Installing Android SDK Tools

The Android software development kit (SDK) includes different components, including SDK Tools, Build Tools, and Platform Tools. The SDK Tools primarily includes the stock Android emulator, hierarchy viewer, SDK manager, and ProGuard. The Build Tools primarily include aapt (Android packaging tool to create .APK), dx (Android tool that converts .java files to .dex files). Platform Tools include the Android debug shell, sqlite3 and Systrace.

The Android SDK can be installed automatically using the latest version of Gradle or downloading the Android SDK manually in several different ways. Below is an overview of all different approaches.

Installing the Android SDK (Automated Way)

Gradle 2.2.0 now supports downloading automatically dependencies. Make sure to upgrade to the latest Gradle version. The Gradle plugin to manage dependencies is now deprecated.

Installing for Ubuntu Linux

If you are using Ubuntu 15.04 or 15.10, make sure to install the following packages. Otherwise, you may notice No such file or directory when running trying to execute the aapt program that is part of the Android SDK toolset:

sudo apt-get install libc6-dev-i386 lib32z1 openjdk-8-jdk

Installing the Android SDK (via Homebrew)

Assuming you have macOS/OS X running, you can use Homebrew to install the Android SDK.

  1. Install Homebrew - the package manager for macOS/OS X
  2. Run the following commands:
    brew tap homebrew/cask
    brew install --cask android-sdk

This will install the Android SDK tools in /usr/local/Cellar/android-sdk/<version number>

Installing the Android SDK (Manual Way)

You will need to download the Android SDK without Android Studio bundled. Go to Android SDK and navigate to the SDK Tools Only section. Copy the URL for the download that's appropriate for your build machine OS.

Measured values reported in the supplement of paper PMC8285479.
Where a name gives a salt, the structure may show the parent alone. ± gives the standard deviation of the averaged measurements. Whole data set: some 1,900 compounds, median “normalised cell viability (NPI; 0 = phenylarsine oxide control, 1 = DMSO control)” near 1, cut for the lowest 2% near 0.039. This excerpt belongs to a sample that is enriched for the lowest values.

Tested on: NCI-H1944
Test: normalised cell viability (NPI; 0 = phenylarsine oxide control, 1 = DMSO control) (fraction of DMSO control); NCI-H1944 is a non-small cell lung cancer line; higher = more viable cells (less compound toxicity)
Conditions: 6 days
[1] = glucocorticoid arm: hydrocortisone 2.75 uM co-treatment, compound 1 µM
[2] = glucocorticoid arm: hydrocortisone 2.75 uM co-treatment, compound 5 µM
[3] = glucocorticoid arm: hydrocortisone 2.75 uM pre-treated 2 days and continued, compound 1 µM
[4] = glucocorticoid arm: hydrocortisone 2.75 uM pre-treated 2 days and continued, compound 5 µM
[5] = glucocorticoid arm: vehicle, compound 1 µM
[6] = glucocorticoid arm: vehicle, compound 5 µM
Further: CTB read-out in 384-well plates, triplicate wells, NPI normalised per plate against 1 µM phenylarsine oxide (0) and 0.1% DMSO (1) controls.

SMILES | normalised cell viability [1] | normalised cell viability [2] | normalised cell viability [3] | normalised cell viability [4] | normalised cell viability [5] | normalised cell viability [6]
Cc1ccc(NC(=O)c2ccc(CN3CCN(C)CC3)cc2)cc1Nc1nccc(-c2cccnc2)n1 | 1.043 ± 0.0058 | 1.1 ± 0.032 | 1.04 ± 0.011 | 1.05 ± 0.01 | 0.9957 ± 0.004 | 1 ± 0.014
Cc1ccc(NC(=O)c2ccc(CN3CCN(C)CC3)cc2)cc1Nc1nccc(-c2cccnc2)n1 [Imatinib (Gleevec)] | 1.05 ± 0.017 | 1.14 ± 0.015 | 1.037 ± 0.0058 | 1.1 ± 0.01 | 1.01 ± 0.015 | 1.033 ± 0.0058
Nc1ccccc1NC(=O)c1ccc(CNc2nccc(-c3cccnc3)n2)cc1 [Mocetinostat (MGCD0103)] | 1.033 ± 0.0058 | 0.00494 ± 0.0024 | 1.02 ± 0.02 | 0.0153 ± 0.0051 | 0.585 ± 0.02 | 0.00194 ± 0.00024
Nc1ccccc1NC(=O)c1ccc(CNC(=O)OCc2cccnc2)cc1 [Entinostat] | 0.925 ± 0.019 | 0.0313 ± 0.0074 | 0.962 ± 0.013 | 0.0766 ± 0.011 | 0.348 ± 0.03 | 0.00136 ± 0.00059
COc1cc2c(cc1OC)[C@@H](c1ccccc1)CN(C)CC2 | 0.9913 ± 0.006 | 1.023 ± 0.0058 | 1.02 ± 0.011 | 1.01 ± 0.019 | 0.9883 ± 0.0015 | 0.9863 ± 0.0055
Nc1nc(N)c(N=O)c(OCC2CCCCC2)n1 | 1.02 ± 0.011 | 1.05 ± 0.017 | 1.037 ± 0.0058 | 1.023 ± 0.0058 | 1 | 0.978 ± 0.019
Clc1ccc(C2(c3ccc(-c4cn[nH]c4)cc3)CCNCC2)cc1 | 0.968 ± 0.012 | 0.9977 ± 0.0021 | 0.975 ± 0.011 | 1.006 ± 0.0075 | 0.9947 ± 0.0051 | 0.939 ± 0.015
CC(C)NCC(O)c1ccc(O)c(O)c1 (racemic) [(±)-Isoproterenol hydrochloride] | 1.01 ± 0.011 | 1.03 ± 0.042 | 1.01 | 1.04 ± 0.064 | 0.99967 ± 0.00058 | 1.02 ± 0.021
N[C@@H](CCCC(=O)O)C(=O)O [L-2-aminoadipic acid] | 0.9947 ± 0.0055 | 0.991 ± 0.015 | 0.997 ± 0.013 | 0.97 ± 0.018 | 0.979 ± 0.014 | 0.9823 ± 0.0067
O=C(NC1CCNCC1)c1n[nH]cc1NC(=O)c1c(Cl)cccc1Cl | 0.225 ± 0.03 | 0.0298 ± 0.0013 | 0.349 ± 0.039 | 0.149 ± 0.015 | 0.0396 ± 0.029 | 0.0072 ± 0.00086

List of Android SDK downloads from

Use wget with the correct SDK URL:

$ wget

Unzip and place the contents within your home directory. The directory names can be anything you like, but save the files in somewhere easy to find (i.e. ~/android-sdk).

Run the sdkmanager tool:

$ tools/bin/sdkmanager --update
$ tools/bin/sdkmanager "platforms;android-25" "build-tools;25.0.2" "extras;google;m2repository" "extras;android;m2repository"
$ tools/bin/sdkmanager --licenses

Directory structure on the build server

Now it's time to set your build environment's PATH variable and other variables that will be use to locate Android.

Edit your .bash_profile file. If you're not using bash, edit the right config file for your environment.

# Android 
export ANDROID_SDK_ROOT=/Users/ciandroid/android-sdk-macosx

Save and quit. Reload .bash_profile:

$ source ~/.bash_profile

Installing via the GUI

At the prompt, type android and hit Enter to launch the Android SDK Manager in a window. If this doesn't work, your PATH variable has not been set up with the Android SDK location.

Android SDK manager on build machine

You will want to install the same Android SDK packages on your build machine as you did to get Gradle running locally. Before you begin, take a look at the build.gradle file in your project.

Packages to install

Here are the SDK package names you'll definitely wish to select:

  • Tools > Android SDK Tools
  • Tools > Android SDK Platform-tools
  • Tools > Android SDK Build-tools
  • One version of the Android Platform. E.g., Android 5.1.1 (API 22). It should be the one you named in the android: compileSdkVersion section of your build.gradle file.

You will also want to download the extras:

  • Android Support Repository
  • Android Support Library

Note: Choose the Android SDK Build-tools for the version of Android that you listed in the build.gradle file as the android: buildToolsVersion target. If your build.gradle says

android {
    buildToolsVersion '21'

then make sure to download that API version in the Android SDK Manager.

Installing via the Command Line

You can also download the SDK packages using the command line with the --no-ui parameter.

android update sdk --no-ui --all

If you want to be selective about installing, you can use android list to view all the packages and apply the --filter option for selective installs:

sudo android update sdk --no-ui --filter platform-tools,tools

If you decide to be selective about which packages to be installed, make sure to include the extra Android Maven repository. Otherwise, you may not be able to use the latest support design library.

android update sdk --no-ui --all --filter extra-android-m2repository     

There is currently no filter to install the build tools directly. See this ticket for more information.

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